Triple X syndrome, also called trisomy X, is a genetic disorder that affects about 1 in 1,000 females. Females normally have two X chromosomes in all cells — one X chromosome from each parent. In triple X syndrome, a female has three X chromosomes.
Subsequently, one may also ask, what does it mean when you have an extra X chromosome?
Klinefelter syndrome, also known as the XXY condition, is a term used to describe males who have an extra X chromosome in most of their cells. XXY males can have normal sex lives, but they usually make little or no sperm and are infertile.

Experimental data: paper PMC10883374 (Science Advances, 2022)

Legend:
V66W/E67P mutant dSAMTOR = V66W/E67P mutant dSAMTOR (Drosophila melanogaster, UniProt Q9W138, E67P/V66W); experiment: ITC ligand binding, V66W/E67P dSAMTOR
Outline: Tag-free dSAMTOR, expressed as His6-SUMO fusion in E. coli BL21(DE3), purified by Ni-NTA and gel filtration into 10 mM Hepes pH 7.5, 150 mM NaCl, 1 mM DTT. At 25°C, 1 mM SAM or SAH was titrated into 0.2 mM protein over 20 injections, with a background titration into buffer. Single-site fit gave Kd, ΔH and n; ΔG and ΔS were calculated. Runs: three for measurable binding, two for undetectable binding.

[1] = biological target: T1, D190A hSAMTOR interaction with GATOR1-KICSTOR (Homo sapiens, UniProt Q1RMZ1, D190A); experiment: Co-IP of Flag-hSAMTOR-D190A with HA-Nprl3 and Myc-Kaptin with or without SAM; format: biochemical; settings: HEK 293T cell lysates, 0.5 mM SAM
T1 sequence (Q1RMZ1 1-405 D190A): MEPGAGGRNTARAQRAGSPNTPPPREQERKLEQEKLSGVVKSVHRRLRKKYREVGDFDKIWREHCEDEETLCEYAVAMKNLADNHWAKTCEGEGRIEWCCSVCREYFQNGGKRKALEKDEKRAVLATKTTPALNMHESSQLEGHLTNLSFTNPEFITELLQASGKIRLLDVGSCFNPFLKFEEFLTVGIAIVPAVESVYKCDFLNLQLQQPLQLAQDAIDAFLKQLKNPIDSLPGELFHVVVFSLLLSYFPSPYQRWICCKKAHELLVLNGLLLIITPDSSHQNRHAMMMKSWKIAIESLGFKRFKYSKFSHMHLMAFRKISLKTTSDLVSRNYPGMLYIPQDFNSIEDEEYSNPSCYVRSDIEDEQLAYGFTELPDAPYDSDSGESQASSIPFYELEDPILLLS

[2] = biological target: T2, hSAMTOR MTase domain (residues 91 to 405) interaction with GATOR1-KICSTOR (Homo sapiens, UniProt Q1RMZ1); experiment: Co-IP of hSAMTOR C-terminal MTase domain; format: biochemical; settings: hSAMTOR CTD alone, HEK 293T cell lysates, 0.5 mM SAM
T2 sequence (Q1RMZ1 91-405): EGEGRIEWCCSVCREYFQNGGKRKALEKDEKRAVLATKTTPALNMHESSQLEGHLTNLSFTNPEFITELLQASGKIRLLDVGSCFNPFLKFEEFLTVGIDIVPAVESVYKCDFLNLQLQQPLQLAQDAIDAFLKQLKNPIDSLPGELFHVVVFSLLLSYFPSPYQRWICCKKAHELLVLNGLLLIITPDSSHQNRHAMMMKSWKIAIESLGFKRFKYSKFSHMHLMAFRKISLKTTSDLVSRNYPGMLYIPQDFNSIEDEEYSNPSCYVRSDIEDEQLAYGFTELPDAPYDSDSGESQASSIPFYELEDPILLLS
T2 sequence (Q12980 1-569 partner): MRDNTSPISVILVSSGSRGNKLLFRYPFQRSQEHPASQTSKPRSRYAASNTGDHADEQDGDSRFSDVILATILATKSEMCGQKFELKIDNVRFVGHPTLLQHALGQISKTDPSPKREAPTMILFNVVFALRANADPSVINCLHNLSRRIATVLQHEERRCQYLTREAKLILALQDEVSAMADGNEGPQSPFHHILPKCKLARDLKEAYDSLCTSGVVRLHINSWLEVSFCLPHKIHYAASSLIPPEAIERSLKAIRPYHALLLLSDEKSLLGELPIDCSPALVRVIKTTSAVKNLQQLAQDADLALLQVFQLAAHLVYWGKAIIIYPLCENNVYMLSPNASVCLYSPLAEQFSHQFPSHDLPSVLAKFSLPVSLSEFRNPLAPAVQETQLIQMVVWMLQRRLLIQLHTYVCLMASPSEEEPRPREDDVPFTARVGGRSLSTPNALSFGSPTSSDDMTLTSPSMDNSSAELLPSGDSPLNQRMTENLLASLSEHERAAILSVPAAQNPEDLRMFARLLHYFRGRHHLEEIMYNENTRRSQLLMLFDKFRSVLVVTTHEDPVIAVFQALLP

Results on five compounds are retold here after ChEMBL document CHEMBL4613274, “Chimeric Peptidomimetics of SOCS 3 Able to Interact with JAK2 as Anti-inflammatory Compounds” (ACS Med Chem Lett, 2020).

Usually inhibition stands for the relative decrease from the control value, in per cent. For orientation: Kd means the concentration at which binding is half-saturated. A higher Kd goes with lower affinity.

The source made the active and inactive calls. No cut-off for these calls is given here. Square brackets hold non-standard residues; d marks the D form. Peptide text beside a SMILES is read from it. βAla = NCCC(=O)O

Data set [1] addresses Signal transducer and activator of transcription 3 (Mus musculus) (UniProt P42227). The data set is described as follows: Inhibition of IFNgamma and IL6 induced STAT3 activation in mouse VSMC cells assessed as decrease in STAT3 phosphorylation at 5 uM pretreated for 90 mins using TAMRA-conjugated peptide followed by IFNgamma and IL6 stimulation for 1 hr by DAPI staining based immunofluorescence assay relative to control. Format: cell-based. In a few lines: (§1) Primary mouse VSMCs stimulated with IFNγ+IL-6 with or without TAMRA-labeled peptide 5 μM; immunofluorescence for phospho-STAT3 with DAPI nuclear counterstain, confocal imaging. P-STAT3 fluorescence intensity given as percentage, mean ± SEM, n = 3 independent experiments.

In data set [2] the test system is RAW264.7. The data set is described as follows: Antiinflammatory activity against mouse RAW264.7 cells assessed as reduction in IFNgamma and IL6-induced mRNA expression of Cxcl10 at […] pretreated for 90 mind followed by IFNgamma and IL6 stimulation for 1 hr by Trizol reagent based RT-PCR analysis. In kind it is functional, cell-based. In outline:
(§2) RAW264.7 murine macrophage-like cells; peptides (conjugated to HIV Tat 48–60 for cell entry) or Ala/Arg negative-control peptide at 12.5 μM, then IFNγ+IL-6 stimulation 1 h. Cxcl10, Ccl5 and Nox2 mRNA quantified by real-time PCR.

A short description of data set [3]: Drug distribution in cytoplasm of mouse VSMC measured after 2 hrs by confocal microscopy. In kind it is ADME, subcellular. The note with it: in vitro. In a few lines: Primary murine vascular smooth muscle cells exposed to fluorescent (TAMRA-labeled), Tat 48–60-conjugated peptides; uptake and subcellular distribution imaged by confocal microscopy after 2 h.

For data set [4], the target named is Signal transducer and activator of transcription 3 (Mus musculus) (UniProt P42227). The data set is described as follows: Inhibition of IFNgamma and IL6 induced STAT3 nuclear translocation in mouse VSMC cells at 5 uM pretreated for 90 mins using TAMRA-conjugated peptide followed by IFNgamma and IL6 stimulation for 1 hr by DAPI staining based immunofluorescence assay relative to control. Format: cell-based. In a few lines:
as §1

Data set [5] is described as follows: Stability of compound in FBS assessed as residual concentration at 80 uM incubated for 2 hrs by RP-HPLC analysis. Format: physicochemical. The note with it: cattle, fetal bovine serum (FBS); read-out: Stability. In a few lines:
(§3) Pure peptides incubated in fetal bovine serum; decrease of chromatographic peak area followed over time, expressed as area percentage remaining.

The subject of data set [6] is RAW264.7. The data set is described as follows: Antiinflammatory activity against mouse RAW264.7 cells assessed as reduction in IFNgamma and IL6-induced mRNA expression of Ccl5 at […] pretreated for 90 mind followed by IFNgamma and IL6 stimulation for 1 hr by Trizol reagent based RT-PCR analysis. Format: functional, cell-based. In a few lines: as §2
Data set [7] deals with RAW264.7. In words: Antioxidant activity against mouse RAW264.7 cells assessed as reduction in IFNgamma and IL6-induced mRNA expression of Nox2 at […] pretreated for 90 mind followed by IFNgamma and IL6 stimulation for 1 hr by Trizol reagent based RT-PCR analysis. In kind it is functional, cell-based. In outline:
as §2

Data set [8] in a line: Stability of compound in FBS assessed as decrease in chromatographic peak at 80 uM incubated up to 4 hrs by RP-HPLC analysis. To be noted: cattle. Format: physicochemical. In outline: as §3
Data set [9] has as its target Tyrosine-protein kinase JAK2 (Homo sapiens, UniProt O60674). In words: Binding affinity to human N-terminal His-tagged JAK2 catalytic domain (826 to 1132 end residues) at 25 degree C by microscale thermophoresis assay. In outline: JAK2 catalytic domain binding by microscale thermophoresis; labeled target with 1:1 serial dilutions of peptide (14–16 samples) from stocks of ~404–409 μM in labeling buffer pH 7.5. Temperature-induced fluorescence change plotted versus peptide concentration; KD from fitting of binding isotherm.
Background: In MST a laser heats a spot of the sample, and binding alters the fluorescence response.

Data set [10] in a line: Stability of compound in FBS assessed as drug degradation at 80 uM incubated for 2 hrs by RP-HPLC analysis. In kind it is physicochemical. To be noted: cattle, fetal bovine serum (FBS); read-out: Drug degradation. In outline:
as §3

How does Triple X syndrome affect the body?
Sometimes only some of the body's cells contain the extra X chromosome, a form of triple X syndrome called mosaicism. Although it's a genetic disorder, triple X syndrome (which affects only women) is not usually inherited. In mosaicism, the error happens during cell division early in the fetus's development.
What happens in the body to cause Triple X syndrome?
Most cases of triple X syndrome are not inherited. The chromosomal change usually occurs as a random event during the formation of reproductive cells (eggs and sperm). An error in cell division called nondisjunction can result in reproductive cells with an abnormal number of chromosomes.